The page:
Charles Carter, the police representative; Curtis Cox, a firefighter who has since died; and Gary Van Oss, the administrator at the time, came up with the idea for the DROP, Mr. Yates said.
"We jokingly said it would be nice if you could retire and keep working, and live off your earnings," said Mr. Carter, recalling the germination of the idea. The concept sounded better the more the men discussed it, and they eventually asked the system's actuary to run the numbers to determine if it could be done without harming the system.
The actuary -- Richard F. Camus & Associates of New Orleans -- determined that the plan could be cost neutral if a participant worked 25 years, and if the plan sponsor didn't contribute its 19% to the system.
Also, the employee would keep his or her 8% contribution to the system since they were retired and also wouldn't be making contributions.
The only contribution to a DROP is the monthly benefit the employee would have received had he or she retired. Instead of arriving as a check, the money goes into an interest-bearing account for the employee.
"It was a savings all the way around," said Mr. Carter, who retired in 1989 after 32 years. "It sounded too good to be true.
"Maybe it took some simple police and firemen to start it up."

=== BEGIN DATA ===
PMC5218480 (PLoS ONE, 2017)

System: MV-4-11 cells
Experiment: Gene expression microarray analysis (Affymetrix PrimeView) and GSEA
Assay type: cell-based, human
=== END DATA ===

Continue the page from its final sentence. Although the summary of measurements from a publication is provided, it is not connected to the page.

"All the numbers made sense," Mr. Van Oss said. "We can't say anything but good things about it."
Not much bad is being said about DROPs, but they aren't for everyone.
For a retirement system, the key is structuring the DROP to be cost neutral. The actuaries' estimate of when an average employee will retire has to match, as closely as possible, the number of years needed to work to qualify for entry into the DROP.
"If the retirement age is lower, it could compress the time in which benefits need to be funded and it could increase annual funding costs," Mr. Jankowski said.
Employees also must be encouraged to leave once their period in the DROP plan is ended. Baton Rouge's system imposes severe penalties if an employee doesn't leave.
"We take away all interest earned and distribute it to the employee as a taxable event," Mr. Yates said.
An individual may find a DROP unattractive if that employee is expecting a significant increase in salary in the last few years of employment.
"You won't get that high salary figured into your monthly benefit," Ms. Brown said.